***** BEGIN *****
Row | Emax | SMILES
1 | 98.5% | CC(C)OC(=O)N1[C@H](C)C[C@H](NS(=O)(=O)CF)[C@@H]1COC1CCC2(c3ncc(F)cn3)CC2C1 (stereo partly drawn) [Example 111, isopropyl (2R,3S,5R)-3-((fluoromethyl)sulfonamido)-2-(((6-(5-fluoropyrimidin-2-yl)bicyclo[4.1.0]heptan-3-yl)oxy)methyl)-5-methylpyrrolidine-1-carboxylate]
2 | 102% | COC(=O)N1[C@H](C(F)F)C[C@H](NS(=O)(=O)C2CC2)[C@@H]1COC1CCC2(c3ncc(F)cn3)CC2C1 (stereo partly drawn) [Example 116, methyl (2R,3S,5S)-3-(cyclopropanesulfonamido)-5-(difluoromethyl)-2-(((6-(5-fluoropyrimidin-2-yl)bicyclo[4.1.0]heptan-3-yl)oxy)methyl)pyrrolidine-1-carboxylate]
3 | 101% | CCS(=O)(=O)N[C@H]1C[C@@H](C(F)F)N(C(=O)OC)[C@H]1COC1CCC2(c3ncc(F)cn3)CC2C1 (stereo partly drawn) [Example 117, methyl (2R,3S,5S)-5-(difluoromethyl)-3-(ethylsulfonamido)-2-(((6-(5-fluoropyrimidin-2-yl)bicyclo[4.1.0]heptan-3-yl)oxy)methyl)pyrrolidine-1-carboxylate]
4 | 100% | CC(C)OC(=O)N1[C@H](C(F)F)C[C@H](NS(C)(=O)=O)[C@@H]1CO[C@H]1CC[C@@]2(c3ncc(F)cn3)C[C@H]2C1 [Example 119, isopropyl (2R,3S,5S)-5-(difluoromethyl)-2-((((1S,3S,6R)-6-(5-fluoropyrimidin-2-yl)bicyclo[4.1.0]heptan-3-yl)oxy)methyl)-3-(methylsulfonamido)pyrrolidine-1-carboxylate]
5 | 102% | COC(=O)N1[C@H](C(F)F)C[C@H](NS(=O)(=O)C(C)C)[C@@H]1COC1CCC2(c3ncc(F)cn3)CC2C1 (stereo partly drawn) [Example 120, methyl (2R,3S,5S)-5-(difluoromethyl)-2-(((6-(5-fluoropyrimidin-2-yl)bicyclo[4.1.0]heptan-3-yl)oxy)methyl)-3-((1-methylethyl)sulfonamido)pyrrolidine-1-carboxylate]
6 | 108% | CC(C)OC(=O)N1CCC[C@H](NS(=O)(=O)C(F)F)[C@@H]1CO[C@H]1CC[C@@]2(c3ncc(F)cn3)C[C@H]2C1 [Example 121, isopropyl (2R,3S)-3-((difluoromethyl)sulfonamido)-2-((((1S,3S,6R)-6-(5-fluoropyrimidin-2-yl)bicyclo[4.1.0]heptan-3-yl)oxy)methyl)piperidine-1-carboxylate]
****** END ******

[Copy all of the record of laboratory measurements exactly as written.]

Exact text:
Row | Emax | SMILES
1 | 98.5% | CC(C)OC(=O)N1[C@H](C)C[C@H](NS(=O)(=O)CF)[C@@H]1COC1CCC2(c3ncc(F)cn3)CC2C1 (stereo partly drawn) [Example 111, isopropyl (2R,3S,5R)-3-((fluoromethyl)sulfonamido)-2-(((6-(5-fluoropyrimidin-2-yl)bicyclo[4.1.0]heptan-3-yl)oxy)methyl)-5-methylpyrrolidine-1-carboxylate]
2 | 102% | COC(=O)N1[C@H](C(F)F)C[C@H](NS(=O)(=O)C2CC2)[C@@H]1COC1CCC2(c3ncc(F)cn3)CC2C1 (stereo partly drawn) [Example 116, methyl (2R,3S,5S)-3-(cyclopropanesulfonamido)-5-(difluoromethyl)-2-(((6-(5-fluoropyrimidin-2-yl)bicyclo[4.1.0]heptan-3-yl)oxy)methyl)pyrrolidine-1-carboxylate]
3 | 101% | CCS(=O)(=O)N[C@H]1C[C@@H](C(F)F)N(C(=O)OC)[C@H]1COC1CCC2(c3ncc(F)cn3)CC2C1 (stereo partly drawn) [Example 117, methyl (2R,3S,5S)-5-(difluoromethyl)-3-(ethylsulfonamido)-2-(((6-(5-fluoropyrimidin-2-yl)bicyclo[4.1.0]heptan-3-yl)oxy)methyl)pyrrolidine-1-carboxylate]
4 | 100% | CC(C)OC(=O)N1[C@H](C(F)F)C[C@H](NS(C)(=O)=O)[C@@H]1CO[C@H]1CC[C@@]2(c3ncc(F)cn3)C[C@H]2C1 [Example 119, isopropyl (2R,3S,5S)-5-(difluoromethyl)-2-((((1S,3S,6R)-6-(5-fluoropyrimidin-2-yl)bicyclo[4.1.0]heptan-3-yl)oxy)methyl)-3-(methylsulfonamido)pyrrolidine-1-carboxylate]
5 | 102% | COC(=O)N1[C@H](C(F)F)C[C@H](NS(=O)(=O)C(C)C)[C@@H]1COC1CCC2(c3ncc(F)cn3)CC2C1 (stereo partly drawn) [Example 120, methyl (2R,3S,5S)-5-(difluoromethyl)-2-(((6-(5-fluoropyrimidin-2-yl)bicyclo[4.1.0]heptan-3-yl)oxy)methyl)-3-((1-methylethyl)sulfonamido)pyrrolidine-1-carboxylate]
6 | 108% | CC(C)OC(=O)N1CCC[C@H](NS(=O)(=O)C(F)F)[C@@H]1CO[C@H]1CC[C@@]2(c3ncc(F)cn3)C[C@H]2C1 [Example 121, isopropyl (2R,3S)-3-((difluoromethyl)sulfonamido)-2-((((1S,3S,6R)-6-(5-fluoropyrimidin-2-yl)bicyclo[4.1.0]heptan-3-yl)oxy)methyl)piperidine-1-carboxylate]